I do not fear 50. I have no clear understanding of death in a personal sense, and no belief in any afterlife to soften the concept. What I fear is that I have attained a place in life at which there can be no surprises. I like the uncertain, I embrace multiple possibilities. And yet capital L Life is just as sure and certain for me at age 48 as death is for those at 98.
I crave uncertainty, imbalance and possibilities. Instead I find myself now facing the certainty of a gentle downhill slope and sports on TV in the evenings.
I think the worst start to a day would be rushing about grabbing clothes in a huge hurry and accidentally grabbing the pair of undies that should have been tossed out when the dog chewed through the crotch but not having enough time to find better ones in the clean laundry pile that looms in the corner of the bedroom and having to wear those largely crotchless undies anyway
Oh this No Punctuation Wednesday has been coming a long long long time even though it IS technically a Monday but who would argue with a woman on a rant
Not you thats for sure
Anyway the thing that has been driving me nuts wait a correction please ONE of the things that has been driving me nuts for just ages and ages now is that I am very good at a small number of things PERIOD you have to imagine the period PERIOD next sentence please I am very good at a small number of things and very bad at a middling number of things and very average at an incalculable number of things And this bothers you WHY you ask clever as you are you asked without punctuation at least you did in my head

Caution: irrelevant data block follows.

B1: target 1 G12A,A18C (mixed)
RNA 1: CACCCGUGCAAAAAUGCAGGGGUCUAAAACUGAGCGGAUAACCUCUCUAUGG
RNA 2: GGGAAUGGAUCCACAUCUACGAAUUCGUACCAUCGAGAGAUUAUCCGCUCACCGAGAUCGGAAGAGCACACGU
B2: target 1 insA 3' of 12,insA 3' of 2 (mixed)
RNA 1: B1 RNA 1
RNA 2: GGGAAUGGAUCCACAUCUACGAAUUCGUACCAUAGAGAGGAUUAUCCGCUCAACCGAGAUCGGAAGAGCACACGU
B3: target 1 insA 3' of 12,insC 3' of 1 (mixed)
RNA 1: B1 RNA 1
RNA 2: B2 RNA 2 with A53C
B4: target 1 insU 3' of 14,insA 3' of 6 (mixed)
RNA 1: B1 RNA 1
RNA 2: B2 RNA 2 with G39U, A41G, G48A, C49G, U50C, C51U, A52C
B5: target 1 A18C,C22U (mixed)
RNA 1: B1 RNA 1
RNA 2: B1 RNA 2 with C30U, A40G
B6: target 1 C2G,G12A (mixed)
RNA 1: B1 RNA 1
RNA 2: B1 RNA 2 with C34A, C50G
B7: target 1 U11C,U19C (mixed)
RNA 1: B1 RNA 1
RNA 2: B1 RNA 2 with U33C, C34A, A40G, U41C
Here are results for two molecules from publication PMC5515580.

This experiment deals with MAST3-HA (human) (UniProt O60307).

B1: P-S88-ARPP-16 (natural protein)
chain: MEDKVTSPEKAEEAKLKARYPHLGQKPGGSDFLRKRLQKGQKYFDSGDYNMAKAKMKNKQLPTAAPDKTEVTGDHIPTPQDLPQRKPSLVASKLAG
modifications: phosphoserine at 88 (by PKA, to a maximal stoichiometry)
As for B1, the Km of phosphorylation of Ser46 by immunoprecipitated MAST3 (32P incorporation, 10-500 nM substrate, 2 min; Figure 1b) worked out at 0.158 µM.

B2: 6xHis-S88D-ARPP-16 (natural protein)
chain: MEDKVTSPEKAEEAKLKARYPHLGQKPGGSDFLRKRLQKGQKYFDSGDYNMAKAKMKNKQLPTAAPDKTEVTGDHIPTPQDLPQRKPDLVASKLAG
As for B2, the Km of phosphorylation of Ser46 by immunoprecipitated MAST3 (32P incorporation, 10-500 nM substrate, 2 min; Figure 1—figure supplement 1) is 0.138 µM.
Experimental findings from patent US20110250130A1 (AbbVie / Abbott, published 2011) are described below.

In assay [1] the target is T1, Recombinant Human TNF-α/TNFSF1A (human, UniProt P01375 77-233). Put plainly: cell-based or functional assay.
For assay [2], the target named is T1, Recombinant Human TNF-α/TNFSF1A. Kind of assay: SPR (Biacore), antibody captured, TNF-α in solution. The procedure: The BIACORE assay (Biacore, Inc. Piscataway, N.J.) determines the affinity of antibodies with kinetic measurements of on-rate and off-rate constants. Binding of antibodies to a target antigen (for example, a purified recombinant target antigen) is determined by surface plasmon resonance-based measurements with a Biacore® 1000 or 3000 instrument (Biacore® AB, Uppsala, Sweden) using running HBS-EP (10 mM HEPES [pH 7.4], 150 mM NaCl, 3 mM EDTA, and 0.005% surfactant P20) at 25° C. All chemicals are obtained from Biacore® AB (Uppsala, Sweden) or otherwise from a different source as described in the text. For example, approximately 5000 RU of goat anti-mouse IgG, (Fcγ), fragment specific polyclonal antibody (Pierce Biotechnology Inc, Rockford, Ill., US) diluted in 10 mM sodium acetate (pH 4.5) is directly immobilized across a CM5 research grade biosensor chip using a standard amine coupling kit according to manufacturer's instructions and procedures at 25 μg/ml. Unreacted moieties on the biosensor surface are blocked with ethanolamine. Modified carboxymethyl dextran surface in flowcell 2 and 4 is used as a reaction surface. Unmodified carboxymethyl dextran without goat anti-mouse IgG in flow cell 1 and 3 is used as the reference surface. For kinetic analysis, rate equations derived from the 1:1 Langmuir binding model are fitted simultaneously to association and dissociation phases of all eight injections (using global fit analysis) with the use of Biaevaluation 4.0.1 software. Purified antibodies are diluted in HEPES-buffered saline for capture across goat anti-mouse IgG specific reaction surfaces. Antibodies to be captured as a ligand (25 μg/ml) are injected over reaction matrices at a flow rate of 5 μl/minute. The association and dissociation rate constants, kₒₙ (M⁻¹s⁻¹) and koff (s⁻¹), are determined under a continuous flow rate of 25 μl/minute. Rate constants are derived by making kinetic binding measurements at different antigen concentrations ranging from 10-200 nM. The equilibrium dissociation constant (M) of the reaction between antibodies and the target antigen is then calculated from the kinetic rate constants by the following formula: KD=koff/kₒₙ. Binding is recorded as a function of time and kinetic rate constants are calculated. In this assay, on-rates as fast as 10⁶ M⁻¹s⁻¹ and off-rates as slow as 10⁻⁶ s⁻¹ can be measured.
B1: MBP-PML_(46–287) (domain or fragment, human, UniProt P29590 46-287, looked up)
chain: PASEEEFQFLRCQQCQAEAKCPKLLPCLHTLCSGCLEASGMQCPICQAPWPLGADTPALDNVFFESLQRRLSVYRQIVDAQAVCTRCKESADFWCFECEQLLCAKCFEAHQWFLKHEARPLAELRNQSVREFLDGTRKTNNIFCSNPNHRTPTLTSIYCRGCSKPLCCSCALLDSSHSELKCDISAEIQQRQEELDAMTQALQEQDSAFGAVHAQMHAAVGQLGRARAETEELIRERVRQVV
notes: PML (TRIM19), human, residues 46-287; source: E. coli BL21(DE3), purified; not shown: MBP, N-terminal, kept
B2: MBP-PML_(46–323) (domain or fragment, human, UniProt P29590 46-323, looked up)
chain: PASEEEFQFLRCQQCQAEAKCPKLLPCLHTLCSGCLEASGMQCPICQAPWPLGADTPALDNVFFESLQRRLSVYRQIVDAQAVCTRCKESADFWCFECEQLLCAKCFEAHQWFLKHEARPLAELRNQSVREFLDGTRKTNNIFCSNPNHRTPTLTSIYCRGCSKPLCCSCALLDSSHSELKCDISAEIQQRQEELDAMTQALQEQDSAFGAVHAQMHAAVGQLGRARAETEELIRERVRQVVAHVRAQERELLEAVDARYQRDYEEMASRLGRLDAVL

It bothers me because most of the things on my list of things that I am very good at are imaginary and the rest are useless and while my favorite things in the world are useful things such as machines and manufacturing and plants and animal husbandry and tools and paper supplies and small appliances and also probably cooking skills and balloon animals and high technology WHEW pant pant pant while those useful things draw me in like a moth to a flame they have not seen fit to make themselves understandable to me sort of like languages and math I can fake it really well but I stink at some crucial part for instance VOCABULARY RETENTION if you are talking about languages and I was or EVERYTHING if you are talking about higher math and I was trying not to
so while I crave crave crave to be good enough at something that I could speak about it write about it learn enough to get really good at it maybe make money at it or just polish it into an avocation the way that elegant Ladies of a Certain Age become painters or photographers or paper makers while I want to be really good at something even just one thing I have no idea where to start and no particular skills to hone and as far as I know being really good at Facebook is nothing more than an annoyance and a cheap one at that